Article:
15. A tip for those of us who are looking at real winter (I’m in Minnesota) is to put a cheap set of winter boots in your vehicle kit. Last winter we had an early snow storm (lots of snow too) and while I had my normal kit I didn’t have boots in them (dress shoes don’t cut it). I ordered a cheap set of winter boots to put in each vehicle (1000g or more of Thinsulate).

    As far as water in the vehicles, I’ve had great luck using Gatorade bottles in the winter. Yes, they will freeze solid but they don’t leak even after many freeze thaw cycles. However, I’m currently shifting to the small water bottles as they’ll be easier to thaw for use.

    A final tip primarily for 4wd owners. Some of the major all terrain tire designs are also designated as snow tires. They will have the “Snowflake on the Mountain” symbol aka being Severe Weather Rated. They don’t have the special rubber compounds that will give you an additional edge on ice but the tread pattern should help. I’ve been using them for several years and won’t put anything else on my 4wd’s.


    • Just remembered something else after I hit Submit. I keep a little thing of lock de-icer in my coat pocket all winter. I’ve learned to use a little masking tape to keep the cap on. The canisters are cheap and can be found locally. This way you can either get yourself into your vehicle or help someone else if need be.

      Here’s an example off Amazon (I’d still get this locally as I think it’s a bit cheaper).–Icer-Lubricant/dp/B000AMKU58/ref=sr_1_1?ie=UTF8&qid=1319218080&sr=8-1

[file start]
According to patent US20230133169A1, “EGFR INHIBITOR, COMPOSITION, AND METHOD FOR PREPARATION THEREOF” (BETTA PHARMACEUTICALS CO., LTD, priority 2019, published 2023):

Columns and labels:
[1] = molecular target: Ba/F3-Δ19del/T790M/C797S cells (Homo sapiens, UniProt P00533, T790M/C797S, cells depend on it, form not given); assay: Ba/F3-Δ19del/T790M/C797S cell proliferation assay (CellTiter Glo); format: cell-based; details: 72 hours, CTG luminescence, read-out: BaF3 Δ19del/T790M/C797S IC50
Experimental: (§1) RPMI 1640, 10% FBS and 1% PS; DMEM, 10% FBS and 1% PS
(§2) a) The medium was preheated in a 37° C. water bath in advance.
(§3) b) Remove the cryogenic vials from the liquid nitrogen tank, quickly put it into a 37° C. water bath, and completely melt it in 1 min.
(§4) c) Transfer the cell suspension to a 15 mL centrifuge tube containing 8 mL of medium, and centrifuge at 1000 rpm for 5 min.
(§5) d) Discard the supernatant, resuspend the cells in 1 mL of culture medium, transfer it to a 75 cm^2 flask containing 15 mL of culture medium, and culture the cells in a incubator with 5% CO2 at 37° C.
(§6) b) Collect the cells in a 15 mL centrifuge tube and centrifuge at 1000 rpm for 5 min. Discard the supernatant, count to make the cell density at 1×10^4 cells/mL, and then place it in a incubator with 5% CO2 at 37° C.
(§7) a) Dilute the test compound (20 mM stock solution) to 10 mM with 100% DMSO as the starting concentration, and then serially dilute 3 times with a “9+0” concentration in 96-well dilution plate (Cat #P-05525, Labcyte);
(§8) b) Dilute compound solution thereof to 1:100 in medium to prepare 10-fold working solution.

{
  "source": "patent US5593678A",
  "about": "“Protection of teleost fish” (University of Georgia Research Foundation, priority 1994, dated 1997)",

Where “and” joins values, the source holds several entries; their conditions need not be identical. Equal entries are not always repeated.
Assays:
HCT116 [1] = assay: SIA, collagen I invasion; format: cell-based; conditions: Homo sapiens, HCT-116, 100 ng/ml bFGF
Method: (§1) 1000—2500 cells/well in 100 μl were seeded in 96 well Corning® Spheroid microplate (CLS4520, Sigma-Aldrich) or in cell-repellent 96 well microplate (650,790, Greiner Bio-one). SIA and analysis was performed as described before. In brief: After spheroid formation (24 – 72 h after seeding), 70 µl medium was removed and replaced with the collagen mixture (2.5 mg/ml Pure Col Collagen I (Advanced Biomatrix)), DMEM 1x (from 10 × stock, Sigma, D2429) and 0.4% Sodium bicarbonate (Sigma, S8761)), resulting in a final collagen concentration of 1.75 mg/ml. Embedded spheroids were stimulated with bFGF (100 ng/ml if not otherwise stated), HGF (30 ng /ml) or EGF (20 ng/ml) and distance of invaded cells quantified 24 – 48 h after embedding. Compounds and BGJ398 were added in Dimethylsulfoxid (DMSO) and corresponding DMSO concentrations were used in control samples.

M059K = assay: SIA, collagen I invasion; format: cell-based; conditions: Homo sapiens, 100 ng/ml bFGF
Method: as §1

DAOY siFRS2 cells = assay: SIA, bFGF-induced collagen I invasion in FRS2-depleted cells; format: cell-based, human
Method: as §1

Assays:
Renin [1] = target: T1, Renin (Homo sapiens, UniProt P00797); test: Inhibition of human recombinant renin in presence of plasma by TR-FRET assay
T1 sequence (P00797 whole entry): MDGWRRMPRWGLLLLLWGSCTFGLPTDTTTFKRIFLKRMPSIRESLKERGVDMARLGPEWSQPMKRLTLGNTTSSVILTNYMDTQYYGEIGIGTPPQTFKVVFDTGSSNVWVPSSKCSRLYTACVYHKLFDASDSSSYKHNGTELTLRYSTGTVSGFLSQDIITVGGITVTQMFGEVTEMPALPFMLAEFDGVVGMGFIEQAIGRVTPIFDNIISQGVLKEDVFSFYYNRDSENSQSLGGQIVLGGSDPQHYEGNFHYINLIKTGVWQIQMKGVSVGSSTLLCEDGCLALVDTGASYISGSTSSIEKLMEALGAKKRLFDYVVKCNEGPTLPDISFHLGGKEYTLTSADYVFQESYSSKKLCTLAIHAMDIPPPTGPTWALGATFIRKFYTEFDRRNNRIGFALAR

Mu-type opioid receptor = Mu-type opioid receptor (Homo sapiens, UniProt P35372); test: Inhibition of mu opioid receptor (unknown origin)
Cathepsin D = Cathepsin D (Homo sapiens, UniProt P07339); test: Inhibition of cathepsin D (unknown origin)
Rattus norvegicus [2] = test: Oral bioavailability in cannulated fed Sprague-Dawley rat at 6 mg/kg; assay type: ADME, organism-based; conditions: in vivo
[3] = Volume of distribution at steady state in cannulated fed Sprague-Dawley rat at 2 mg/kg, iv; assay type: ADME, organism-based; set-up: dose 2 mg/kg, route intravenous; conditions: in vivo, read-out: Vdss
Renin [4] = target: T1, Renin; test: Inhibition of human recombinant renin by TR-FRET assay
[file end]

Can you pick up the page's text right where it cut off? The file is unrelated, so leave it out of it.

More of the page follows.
• In addition to the weather preps for automobile that have been mentioned, here’s another one: a tarp placed over the windshield can help minimize scraping the frost accumulation in the morning. The side and rear windows aren’t usually as much of a hassle as th.e windshield. If you custom make the covers, add magnets sewn into the corners

  16. Chimney Fire:

    Fireplace cleaning is something most people don’t really appreciate. Most people have never seen a chimney fire. It is HOT. If you’ve ever seen one, it WILL scare you enough to keep your chimney cleaned annually.

    Or you can just trust me on that and service your chimney every year (do it yourself…its not that tough).

  17. Weather is so weird. Lows were supposedly in the middle to upper 30’s. Frost on windows. Plants OK. Then I visit our land 20 minutes away and found they got frozen. Watermelon, tops of basil plants, tomato plants with lots of baby tomatoes just starting 🙁 I was hoping, surprisingly the pepper plants where fine, but they’d fallen over loaded with peppers. Some of the perennial bushes where frozen. And here it was 90 the day before. Must have been a cold wind blowing.

  18. When you get a CO detector (which I assume is what Jack meant instead of CO2), look for dual powered units. These run off of the line power with a battery backup. Using a Lithium battery as the backup source will pretty much ensure that the unit will work for 10+ years without much maintenance; however, be sure to use the press to test button monthly. I used to work on a team that designed both CO and Smoke detectors, and the other thing about both of these devices is that they should be replaced with new ones about every 10 years to ensure that they are functioning properly. They contain no moving parts with the exception of the test button and the alarm module, but even non-moving components do age over time, and these units are inexpensive enough not to bet your life on them working forever.